In UMNO for instance, it seems that the more racist a leader is, the more support the person can command from the members. DAP is certainly not like that, which means a person of Zaid’s stature could progress further.

In parallel, DAP leaders must demonstrate their true commitment to the Malaysian Malaysia concept by:

  • Fielding more Malay candidates in the GE14
  • Ensuring that a few of the semi-urban seats where Malay voters are in the minority are given to Malay candidates to fight against BN candidates.

This would be similar to the approach adopted by BN where seats which have had Malay majorities were given to MCA or MIC candidates to contest. Examples of such seats are Tapah, Cameron Highlands, Hulu Selangor, Bentong and of course the famous Air Hitam in Johor.

If Malay voters voted for MCA or MIC candidates in the past, why can’t Chinese voters vote for Malay (DAP) candidates? As Hisham put it, Malay voters are no different from others. The significance of sincerity and trust factors play an important part in their psyche and logic, in the same way that they now no longer trust Umno and BN. There is no better time than now for DAP to start the ball rolling.

Rosli Khan is an FMT reader.

Soft Barriers to Malay Participation In Commerce

February 12, 2018

Soft Barriers to Malay Participation In Commerce

by Dr. M. Bakri Musa, Morgan-Hill, California
Image result for The Malays

The Malays are not hardworking, says Dr. Mahathir

Soft barriers to active participation in the money economy are especially pronounced in societies that still exist in or have just exited from the peasantry and subsistence living. That is Malay society at the time of colonization. It is still true for a vast segment even today. The concept of money and the “money economy” is alien to them. Money was equated with greed and unbridled materialism, not a suitable topic in polite conversations. To ask for the monetary value of anything or service was tantamount to insulting its owner or provider. Monetary value was only for showing off your social status as with how much was your dowry or car.

The traditional trading activities in such societies are primitive, restricted to bartering. The worth of such exchanges, as with trading a few coconuts for fixing a leaky roof, is not with the economic value of the coconuts or the repairing of the roof, rather the goodwill generated, one fellow villager helping another.

One can imagine the difficulty members of such a society would have in adjusting to a money economy. If this were to be imposed from the outside world, as with colonialism, free-flow immigration, or unrestrained globalization, the difficulties in adjusting would be compounded.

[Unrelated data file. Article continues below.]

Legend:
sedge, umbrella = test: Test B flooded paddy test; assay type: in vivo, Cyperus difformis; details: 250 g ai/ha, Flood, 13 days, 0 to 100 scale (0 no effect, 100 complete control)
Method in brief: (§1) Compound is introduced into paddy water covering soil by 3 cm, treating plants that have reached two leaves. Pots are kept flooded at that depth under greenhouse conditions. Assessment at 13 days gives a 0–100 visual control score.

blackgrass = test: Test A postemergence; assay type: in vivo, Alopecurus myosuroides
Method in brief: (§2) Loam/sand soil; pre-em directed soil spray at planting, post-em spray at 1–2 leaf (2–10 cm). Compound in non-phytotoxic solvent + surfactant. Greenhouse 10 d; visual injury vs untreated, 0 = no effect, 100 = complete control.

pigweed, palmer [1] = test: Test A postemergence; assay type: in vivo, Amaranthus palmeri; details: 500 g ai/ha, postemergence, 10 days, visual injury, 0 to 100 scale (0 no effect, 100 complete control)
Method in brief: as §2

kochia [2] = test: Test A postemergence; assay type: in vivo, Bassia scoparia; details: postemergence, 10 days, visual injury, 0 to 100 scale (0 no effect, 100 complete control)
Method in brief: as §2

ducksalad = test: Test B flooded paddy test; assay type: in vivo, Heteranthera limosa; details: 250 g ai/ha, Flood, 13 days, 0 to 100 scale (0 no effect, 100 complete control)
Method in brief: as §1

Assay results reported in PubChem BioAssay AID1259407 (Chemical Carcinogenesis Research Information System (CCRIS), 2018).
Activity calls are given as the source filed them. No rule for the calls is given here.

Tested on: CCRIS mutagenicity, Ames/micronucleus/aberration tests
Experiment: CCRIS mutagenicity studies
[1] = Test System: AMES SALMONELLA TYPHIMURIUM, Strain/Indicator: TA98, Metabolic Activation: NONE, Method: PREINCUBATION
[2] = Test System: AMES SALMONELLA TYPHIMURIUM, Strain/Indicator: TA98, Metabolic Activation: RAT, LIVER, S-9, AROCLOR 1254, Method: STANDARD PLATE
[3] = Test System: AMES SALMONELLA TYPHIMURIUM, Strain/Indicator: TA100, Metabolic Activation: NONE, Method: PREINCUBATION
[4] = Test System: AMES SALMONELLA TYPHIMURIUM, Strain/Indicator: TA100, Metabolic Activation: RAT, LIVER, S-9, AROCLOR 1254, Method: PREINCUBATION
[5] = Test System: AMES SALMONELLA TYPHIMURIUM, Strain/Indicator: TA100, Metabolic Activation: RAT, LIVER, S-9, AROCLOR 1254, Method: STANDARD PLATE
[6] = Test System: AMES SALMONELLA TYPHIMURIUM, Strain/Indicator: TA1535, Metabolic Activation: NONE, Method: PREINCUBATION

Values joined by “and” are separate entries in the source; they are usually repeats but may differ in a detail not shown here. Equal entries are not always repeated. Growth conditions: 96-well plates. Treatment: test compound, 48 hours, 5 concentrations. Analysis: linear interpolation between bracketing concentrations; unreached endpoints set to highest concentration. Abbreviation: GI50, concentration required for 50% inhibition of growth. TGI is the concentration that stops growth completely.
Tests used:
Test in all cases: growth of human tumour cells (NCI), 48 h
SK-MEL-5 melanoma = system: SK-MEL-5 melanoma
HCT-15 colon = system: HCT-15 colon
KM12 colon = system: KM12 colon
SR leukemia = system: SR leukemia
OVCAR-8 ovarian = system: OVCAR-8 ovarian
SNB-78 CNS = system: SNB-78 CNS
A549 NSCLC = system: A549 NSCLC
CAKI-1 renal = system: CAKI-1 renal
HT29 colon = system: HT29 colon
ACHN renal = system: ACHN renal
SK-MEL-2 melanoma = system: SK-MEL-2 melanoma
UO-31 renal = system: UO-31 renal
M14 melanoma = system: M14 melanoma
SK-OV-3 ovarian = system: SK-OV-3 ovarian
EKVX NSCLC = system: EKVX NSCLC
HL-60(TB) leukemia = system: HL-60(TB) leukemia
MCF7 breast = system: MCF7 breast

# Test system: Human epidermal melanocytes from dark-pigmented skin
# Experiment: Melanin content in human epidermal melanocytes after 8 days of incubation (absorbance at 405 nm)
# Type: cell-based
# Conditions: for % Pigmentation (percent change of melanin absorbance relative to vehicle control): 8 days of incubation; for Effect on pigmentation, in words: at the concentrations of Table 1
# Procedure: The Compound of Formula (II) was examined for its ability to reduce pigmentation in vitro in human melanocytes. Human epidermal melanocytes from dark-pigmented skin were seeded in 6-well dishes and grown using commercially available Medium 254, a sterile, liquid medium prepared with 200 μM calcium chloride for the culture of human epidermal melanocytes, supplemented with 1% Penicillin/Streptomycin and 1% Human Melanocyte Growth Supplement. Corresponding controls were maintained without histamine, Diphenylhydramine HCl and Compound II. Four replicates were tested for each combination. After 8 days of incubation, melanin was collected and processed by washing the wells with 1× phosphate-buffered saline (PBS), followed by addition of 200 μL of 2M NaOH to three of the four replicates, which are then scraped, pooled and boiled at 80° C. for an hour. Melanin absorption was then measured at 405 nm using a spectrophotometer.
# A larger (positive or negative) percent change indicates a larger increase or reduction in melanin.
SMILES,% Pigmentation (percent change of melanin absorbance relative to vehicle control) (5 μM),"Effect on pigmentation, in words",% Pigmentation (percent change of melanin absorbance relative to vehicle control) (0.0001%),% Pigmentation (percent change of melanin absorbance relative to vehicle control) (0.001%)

Typically that society would react in one of two ways. It either withdraws, effectively declaring that it does not want anything to do with this alien value system, or else it blindly embraces the new system enthusiastically and uncritically.

The first reaction is seen in many Muslim countries, and I will pursue this further in the section, “Imprisoned by Religion.” We also see this with North American Indians, India under Nehru, and today’s Myanmar.

With the second, what typically happens is the absorption of only the superficialities and excesses, as can be seen in the immediate post-Mao period of China. After spurning the outside world, China suddenly changed under Deng Xiaoping. In mature capitalistic societies such as America and Western Europe, there is an effective taxation system with redistributionist elements, and where philanthropy is an honored tradition which have evolved and been perfected over time.

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A Towering Malay–A Role Model for Young Malays on how to lie and be utterly corrupt

In China (as in many Third World societies) you are considered stupid if you do not conceal your income from the government and cheat on your taxes. As for charity, when Warren Buffet and Bill Gates, two billionaires known for their charitable deeds as much as their capitalistic instincts, visited China to interest its newly rich in philanthropy, the pair were greeted with silence if not derision. America has its Dukes and Stanfords, elite universities that are testaments to the generosities of their capitalist titans. China has none as yet, and possibly never will.

It is the rare society that gets it right immediately. The hope is that it will learn and stabilize eventually. Otherwise those excesses would lead to instability. The Chinese leadership today is very much aware of the severe negative consequences to the excesses and flamboyance of its politburo members and their children, especially when displayed abroad. There is as yet no such abhorrence with the excesses, corrupton, and flamboyance of the Malay elite–our sultans and UMNOputras.

It was only a generation or two ago that Malay society was deep in its subsistence and agrarian mode, typical of the kampong lifestyle. Most Malays lived off the land, and gotong-royong (communal effort) was the norm; bartering or trading of goods and services were strange concepts. Instead you helped each other, with no financial considerations.

With the coming of colonial rule and with it, capitalism, Malays were thrown into the money economy precipitously without any transition. The later influx of immigrants further compounded the issue. The immigrants by default and out of necessity had to adapt to the money economy to survive; they had no social or physical support system as with Malays and our kampong lifestyle. This earlier entry into the money economy by the immigrant population conferred significant advantages vis a vis the native peasant population.